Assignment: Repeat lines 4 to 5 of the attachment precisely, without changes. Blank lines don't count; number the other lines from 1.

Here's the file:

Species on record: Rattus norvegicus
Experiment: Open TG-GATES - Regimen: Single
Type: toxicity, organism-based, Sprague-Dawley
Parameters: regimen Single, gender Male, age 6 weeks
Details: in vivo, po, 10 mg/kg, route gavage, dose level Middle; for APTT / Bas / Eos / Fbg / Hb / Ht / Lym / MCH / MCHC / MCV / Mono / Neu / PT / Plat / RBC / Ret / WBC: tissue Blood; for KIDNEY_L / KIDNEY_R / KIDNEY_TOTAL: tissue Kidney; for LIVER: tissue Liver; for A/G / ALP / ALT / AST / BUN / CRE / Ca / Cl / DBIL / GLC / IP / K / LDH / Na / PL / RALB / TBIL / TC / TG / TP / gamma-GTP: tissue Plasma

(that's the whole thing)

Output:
Parameters: regimen Single, gender Male, age 6 weeks
Details: in vivo, po, 10 mg/kg, route gavage, dose level Middle; for APTT / Bas / Eos / Fbg / Hb / Ht / Lym / MCH / MCHC / MCV / Mono / Neu / PT / Plat / RBC / Ret / WBC: tissue Blood; for KIDNEY_L / KIDNEY_R / KIDNEY_TOTAL: tissue Kidney; for LIVER: tissue Liver; for A/G / ALP / ALT / AST / BUN / CRE / Ca / Cl / DBIL / GLC / IP / K / LDH / Na / PL / RALB / TBIL / TC / TG / TP / gamma-GTP: tissue Plasma